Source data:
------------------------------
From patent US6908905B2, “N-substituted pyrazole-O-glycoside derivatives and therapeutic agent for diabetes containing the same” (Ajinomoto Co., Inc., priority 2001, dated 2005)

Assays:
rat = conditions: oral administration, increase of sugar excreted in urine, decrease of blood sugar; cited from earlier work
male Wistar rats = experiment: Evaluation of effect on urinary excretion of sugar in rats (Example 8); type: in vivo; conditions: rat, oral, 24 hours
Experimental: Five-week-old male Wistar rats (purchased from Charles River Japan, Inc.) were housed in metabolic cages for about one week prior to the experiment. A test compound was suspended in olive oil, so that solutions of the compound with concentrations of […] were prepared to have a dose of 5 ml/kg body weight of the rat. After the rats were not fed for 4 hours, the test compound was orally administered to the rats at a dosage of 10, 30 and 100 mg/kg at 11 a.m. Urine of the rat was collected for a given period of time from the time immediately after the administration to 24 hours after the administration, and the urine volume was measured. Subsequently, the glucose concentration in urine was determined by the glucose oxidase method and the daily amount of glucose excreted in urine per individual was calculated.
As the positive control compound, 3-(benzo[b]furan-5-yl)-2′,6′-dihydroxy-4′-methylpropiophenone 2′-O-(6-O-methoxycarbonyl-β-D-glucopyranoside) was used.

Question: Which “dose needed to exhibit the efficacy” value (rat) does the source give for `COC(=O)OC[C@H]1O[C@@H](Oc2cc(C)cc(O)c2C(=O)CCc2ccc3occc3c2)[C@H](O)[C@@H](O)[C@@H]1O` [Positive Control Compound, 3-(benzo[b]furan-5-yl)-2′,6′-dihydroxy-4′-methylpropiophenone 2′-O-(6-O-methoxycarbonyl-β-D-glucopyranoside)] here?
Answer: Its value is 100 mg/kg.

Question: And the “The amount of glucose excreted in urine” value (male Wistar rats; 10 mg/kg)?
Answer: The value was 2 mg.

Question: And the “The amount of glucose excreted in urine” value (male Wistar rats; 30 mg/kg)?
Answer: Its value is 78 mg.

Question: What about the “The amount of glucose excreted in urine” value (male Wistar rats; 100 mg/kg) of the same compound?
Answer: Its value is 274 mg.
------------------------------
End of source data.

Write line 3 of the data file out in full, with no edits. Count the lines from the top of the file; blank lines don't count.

rat = conditions: oral administration, increase of sugar excreted in urine, decrease of blood sugar; cited from earlier work